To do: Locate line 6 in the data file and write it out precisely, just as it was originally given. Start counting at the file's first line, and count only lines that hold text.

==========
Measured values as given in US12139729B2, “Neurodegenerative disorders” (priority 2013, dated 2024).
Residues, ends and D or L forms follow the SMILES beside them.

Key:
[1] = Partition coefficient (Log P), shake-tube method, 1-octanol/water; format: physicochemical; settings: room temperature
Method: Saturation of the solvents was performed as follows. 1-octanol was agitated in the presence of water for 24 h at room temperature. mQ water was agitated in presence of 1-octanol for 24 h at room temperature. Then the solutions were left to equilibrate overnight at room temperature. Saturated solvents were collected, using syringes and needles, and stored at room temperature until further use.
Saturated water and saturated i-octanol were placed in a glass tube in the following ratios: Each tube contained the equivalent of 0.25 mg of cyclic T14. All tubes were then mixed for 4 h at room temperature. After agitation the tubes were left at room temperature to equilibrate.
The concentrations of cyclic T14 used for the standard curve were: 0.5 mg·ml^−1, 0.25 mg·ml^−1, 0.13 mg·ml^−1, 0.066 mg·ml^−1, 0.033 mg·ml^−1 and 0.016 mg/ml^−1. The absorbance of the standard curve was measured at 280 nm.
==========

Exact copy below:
Saturated water and saturated i-octanol were placed in a glass tube in the following ratios: Each tube contained the equivalent of 0.25 mg of cyclic T14. All tubes were then mixed for 4 h at room temperature. After agitation the tubes were left at room temperature to equilibrate.